PGA Tour moves toward an elite field with no cuts as part of 2024 schedule
The PGA Tour is moving toward an elite schedule in 2024 with 16 designated events — half of them with no more than 80-man fields and no cuts — along with a chance for players on the outside to play their way in.
Still to be finalized are which events get the $20 million prize funds and details for how players can earn a spot in the field.
Players were apprised of the changes in a memo Wednesday from PGA Tour Commissioner Jay Monahan in which he wrote, “There is no doubt in my mind that we made decisions that will transform and set the future.”
The Associated Press obtained a copy of the memo, which also indicated the Player Impact Program bonus pool will be cut in half to $50 million to 10 players (instead of 20 players), with the other $50 million going to bonus pools for the FedEx Cup and the Comcast Business Tour Top 10 for leading players in the regular season.
The part likely to cause the most divide among players is the no-cut policy for the designated events (except for the four majors and The Players Championship). One criticism of Saudi-funded LIV Golf has been its 54-hole events do not have a cut.
Eight of the 16 designated events — the exceptions are the majors, The Players and three FedEx Cup playoff events — are guaranteed to have the best players for the entire week.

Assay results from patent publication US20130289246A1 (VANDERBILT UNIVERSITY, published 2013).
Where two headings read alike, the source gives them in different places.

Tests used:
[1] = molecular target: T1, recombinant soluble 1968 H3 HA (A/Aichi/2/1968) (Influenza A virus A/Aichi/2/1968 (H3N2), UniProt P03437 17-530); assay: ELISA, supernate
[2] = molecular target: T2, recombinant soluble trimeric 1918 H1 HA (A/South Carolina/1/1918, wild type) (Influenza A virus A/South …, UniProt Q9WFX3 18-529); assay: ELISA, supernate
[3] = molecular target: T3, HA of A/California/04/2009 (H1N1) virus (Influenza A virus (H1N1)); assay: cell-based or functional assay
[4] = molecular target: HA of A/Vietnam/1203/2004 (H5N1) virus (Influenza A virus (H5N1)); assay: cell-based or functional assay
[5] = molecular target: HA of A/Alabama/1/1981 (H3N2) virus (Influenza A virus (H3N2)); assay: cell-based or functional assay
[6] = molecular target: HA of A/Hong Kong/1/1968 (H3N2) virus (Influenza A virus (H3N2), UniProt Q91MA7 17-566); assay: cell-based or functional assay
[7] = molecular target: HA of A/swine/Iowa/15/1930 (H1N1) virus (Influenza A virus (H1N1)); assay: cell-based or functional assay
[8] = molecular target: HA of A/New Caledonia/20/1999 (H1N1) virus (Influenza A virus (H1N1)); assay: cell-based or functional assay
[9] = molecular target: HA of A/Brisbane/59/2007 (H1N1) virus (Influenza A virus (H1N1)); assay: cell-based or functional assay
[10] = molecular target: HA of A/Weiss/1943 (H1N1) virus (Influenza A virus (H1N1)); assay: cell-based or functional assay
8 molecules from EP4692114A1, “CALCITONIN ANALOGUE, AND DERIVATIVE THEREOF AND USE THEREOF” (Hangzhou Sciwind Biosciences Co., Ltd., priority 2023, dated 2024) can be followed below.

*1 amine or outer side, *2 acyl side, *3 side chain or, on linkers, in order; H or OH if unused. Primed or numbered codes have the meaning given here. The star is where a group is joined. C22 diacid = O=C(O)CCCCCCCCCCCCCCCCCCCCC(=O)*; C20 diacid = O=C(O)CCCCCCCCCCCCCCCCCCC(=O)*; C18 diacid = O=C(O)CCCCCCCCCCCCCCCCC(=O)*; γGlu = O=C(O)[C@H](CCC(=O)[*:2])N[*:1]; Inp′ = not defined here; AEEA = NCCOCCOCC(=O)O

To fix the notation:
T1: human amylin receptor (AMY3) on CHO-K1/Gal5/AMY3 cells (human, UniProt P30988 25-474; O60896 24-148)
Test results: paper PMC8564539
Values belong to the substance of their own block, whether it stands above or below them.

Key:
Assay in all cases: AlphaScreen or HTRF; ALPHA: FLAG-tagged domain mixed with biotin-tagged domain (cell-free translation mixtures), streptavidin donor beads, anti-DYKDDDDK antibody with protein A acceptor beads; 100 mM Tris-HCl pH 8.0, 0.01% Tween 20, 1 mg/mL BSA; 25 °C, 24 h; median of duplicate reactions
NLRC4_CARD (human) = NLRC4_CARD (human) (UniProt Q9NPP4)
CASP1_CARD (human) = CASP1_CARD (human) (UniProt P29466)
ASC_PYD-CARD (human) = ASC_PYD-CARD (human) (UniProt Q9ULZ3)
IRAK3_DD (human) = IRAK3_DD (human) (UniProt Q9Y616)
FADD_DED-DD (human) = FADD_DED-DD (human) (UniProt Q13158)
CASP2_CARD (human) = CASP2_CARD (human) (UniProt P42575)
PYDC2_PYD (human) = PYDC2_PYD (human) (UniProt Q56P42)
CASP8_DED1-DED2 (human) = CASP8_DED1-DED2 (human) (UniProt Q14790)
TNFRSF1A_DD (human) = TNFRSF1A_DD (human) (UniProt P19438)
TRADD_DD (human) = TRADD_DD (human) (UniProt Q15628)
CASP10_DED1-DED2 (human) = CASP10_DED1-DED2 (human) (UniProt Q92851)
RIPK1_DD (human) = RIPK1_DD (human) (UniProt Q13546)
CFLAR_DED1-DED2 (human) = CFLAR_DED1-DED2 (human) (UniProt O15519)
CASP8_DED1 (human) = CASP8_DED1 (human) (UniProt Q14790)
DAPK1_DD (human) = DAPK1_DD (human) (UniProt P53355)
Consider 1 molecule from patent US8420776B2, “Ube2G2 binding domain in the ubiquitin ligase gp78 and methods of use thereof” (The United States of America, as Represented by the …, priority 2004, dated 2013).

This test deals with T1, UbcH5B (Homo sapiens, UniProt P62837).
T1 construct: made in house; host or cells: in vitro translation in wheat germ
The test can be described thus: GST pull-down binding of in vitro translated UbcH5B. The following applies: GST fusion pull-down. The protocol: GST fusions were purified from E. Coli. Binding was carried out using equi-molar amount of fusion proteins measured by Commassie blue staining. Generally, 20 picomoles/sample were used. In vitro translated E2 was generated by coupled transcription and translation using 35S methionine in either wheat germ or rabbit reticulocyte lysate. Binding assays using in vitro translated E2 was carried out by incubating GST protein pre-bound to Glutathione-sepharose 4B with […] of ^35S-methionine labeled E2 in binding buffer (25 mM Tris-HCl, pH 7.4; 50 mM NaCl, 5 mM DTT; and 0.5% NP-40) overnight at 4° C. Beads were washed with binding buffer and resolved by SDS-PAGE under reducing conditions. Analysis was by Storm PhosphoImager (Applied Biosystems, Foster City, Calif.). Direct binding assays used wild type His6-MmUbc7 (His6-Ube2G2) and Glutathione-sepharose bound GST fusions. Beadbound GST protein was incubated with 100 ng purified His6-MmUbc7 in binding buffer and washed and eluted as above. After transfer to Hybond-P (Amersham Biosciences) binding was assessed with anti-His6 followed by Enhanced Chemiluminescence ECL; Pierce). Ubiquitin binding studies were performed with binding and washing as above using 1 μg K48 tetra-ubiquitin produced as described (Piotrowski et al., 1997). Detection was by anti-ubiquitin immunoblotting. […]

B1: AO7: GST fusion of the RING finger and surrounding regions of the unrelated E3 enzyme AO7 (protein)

Monahan had said at the start of the year at Kapalua that he thought a cut “is an important element to this tour" and he felt it was “absolutely an important consideration.”
Rory McIlroy, the primary voice in player meetings geared toward reshaping the PGA Tour's future, said precedent has been set for no-cut events such as the former World Golf Championships and events like the CJ Cup and Zozo Championship.
“The only reason no-cut events are a big deal is because LIV has come along,” McIlroy said. "So there is precedent for no-cut events. Is there maybe going to be a few more of them? Maybe . ... You ask Mastercard or whoever it is to pay $20 million for a golf event, they want to see the stars at the weekend. They want a guarantee that the stars are there.”
Ian Poulter immediately took to Twitter with a George Bernard Shaw quote: “Imitation is not just the sincerest form of flattery — it's the sincerest form of learning.”
“I think in general if a company or a product doesn't have competition the incentive to innovate is low,” said Patrick Cantlay, who serves on the Tour board. “So now with competition it makes everyone want to look inside to see how they could make their product better, how they could do things better. I think the tour has done that."